Back when the California economy was the fifth largest in the world, the Wall Street Journal used to track it very closely. Now that we are the ninth largest, the Journal still stops by once in awhile for an in depth review. Yesterday's edition did just that with a huge article on the economy and a large one on our real estate.
Quoting from the first piece, an economist from Beacon Economics notes that "L.A. is an extreme example of California's 'barbell economy,' with a greater than average share of college graduates, but also of people who haven't finished high school." A Claremont-McKenna College spokesperson for a cost-of-doing-business survey adds that "the most recent survey ranked 421 cities; 16 of the 50 most expensive were in California, including San Francisco and L.A." We are still hanging tough with the 48th best business tax climate as well--and that is before this November's election where the ballot has only potential downsides for our rating.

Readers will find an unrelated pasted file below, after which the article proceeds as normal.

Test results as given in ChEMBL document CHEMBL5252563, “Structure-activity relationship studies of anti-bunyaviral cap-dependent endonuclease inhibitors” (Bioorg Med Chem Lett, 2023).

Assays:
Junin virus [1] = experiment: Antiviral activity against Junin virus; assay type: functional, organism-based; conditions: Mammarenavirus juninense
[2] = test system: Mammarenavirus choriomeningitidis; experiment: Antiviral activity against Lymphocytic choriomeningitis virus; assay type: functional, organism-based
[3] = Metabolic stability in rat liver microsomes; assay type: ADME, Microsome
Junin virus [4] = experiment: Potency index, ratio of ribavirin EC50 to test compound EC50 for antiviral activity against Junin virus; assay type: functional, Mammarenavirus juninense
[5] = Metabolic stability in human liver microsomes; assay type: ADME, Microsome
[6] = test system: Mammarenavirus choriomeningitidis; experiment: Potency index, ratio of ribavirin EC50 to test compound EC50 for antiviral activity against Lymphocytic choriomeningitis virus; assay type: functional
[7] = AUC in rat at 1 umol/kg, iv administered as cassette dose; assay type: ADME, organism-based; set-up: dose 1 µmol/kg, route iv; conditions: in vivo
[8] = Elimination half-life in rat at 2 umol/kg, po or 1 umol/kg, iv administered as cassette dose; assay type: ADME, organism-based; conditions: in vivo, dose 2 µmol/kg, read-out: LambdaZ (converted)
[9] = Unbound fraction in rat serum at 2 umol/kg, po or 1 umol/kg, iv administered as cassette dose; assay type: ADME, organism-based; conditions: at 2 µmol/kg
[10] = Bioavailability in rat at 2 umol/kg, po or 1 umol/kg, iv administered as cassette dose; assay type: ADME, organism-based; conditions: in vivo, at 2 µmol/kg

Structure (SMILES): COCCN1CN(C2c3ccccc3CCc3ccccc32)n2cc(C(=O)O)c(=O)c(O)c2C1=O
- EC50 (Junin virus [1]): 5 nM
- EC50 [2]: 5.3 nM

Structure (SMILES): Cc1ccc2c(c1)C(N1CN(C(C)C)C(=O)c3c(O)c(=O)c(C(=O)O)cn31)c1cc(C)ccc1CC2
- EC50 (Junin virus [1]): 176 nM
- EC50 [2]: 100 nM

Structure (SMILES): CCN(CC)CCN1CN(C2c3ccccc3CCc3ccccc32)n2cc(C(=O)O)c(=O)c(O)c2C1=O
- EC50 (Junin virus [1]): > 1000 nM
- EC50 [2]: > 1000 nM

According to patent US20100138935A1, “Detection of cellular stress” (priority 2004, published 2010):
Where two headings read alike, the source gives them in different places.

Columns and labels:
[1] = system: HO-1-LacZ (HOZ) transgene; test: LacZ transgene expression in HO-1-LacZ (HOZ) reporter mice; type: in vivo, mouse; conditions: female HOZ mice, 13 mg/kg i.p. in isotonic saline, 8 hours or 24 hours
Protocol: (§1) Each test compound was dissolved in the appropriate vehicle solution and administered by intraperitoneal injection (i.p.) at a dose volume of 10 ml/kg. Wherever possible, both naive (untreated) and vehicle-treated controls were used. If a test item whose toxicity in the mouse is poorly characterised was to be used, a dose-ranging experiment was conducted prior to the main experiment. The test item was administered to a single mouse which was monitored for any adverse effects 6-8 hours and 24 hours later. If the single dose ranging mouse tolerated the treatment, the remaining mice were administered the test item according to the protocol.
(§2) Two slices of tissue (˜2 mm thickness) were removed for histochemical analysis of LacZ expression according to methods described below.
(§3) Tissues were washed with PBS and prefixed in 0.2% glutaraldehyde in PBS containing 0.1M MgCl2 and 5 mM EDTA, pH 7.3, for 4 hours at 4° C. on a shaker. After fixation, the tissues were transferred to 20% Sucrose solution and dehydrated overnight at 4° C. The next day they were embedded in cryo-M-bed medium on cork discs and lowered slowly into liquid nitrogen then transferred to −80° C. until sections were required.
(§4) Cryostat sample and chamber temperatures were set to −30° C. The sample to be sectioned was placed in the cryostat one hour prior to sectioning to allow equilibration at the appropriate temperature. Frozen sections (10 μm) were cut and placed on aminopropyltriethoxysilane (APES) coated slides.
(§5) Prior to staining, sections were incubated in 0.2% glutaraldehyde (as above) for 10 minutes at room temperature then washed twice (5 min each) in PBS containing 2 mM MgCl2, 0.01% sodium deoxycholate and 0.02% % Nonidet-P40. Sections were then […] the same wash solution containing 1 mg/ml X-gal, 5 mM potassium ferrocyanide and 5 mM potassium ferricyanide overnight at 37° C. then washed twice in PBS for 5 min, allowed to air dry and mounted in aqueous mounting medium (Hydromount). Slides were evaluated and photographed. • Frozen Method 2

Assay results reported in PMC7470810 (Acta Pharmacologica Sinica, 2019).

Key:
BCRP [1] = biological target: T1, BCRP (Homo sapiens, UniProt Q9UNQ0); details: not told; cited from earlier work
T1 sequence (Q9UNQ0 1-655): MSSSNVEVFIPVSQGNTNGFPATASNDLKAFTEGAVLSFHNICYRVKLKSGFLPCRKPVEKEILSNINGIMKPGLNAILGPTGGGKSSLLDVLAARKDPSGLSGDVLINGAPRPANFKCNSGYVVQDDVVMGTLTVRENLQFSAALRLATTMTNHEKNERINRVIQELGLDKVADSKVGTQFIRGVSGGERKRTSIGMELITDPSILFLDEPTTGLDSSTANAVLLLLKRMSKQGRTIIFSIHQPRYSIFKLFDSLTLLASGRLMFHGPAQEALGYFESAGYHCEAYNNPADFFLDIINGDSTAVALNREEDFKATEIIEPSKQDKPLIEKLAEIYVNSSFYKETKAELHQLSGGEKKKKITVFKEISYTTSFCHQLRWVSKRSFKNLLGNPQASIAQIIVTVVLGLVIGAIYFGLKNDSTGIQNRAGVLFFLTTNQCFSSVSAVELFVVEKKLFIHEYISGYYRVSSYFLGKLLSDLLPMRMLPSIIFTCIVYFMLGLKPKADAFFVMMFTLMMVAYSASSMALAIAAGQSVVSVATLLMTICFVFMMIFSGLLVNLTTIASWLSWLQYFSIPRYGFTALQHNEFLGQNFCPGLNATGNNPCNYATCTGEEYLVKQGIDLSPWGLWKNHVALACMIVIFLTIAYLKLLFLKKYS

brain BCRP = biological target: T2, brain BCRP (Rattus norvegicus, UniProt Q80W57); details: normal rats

The "barbell economy" is causing a barbell real estate market as well with Silicon Valley leading the way on the heavy ends of the barbell. Per the Journal, "in the second quarter, the median price of a single-family home rose in 61% of Bay Area communities, compared with a year earlier, according to research firm Dataquick." We've seen that in B'game pretty clearly. The question is how much since the article shows Palo Alto up 14% and San Mateo up 2.4%. My guess is we are somewhere in between, but the flight from S.F. could put us on par with Palo Alto. And the Drive-in project certainly will contribute to putting us on the higher end in the medium term.